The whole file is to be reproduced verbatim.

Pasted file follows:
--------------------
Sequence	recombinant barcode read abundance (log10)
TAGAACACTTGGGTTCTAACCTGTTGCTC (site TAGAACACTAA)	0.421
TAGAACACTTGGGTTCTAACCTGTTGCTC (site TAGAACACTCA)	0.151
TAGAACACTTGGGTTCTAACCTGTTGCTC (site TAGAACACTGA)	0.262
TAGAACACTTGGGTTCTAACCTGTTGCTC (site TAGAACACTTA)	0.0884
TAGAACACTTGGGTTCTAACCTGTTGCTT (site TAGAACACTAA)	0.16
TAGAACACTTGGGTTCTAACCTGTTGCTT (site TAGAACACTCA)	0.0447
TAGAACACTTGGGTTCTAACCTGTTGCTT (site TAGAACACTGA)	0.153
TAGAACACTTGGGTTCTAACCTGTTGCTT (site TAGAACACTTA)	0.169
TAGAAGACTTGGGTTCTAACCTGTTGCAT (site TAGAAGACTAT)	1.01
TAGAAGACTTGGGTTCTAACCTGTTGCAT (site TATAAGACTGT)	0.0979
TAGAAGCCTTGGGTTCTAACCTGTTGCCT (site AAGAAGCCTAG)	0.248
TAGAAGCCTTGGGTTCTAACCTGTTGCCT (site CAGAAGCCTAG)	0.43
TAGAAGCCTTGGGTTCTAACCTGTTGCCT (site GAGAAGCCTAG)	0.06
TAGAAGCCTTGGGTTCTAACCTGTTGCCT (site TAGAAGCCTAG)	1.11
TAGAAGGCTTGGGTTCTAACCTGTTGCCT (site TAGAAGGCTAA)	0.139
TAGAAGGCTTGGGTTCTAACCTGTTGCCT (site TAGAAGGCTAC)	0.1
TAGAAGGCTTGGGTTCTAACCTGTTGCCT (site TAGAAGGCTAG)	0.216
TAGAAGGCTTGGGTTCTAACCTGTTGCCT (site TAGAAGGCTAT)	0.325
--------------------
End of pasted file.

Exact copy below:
Sequence	recombinant barcode read abundance (log10)
TAGAACACTTGGGTTCTAACCTGTTGCTC (site TAGAACACTAA)	0.421
TAGAACACTTGGGTTCTAACCTGTTGCTC (site TAGAACACTCA)	0.151
TAGAACACTTGGGTTCTAACCTGTTGCTC (site TAGAACACTGA)	0.262
TAGAACACTTGGGTTCTAACCTGTTGCTC (site TAGAACACTTA)	0.0884
TAGAACACTTGGGTTCTAACCTGTTGCTT (site TAGAACACTAA)	0.16
TAGAACACTTGGGTTCTAACCTGTTGCTT (site TAGAACACTCA)	0.0447
TAGAACACTTGGGTTCTAACCTGTTGCTT (site TAGAACACTGA)	0.153
TAGAACACTTGGGTTCTAACCTGTTGCTT (site TAGAACACTTA)	0.169
TAGAAGACTTGGGTTCTAACCTGTTGCAT (site TAGAAGACTAT)	1.01
TAGAAGACTTGGGTTCTAACCTGTTGCAT (site TATAAGACTGT)	0.0979
TAGAAGCCTTGGGTTCTAACCTGTTGCCT (site AAGAAGCCTAG)	0.248
TAGAAGCCTTGGGTTCTAACCTGTTGCCT (site CAGAAGCCTAG)	0.43
TAGAAGCCTTGGGTTCTAACCTGTTGCCT (site GAGAAGCCTAG)	0.06
TAGAAGCCTTGGGTTCTAACCTGTTGCCT (site TAGAAGCCTAG)	1.11
TAGAAGGCTTGGGTTCTAACCTGTTGCCT (site TAGAAGGCTAA)	0.139
TAGAAGGCTTGGGTTCTAACCTGTTGCCT (site TAGAAGGCTAC)	0.1
TAGAAGGCTTGGGTTCTAACCTGTTGCCT (site TAGAAGGCTAG)	0.216
TAGAAGGCTTGGGTTCTAACCTGTTGCCT (site TAGAAGGCTAT)	0.325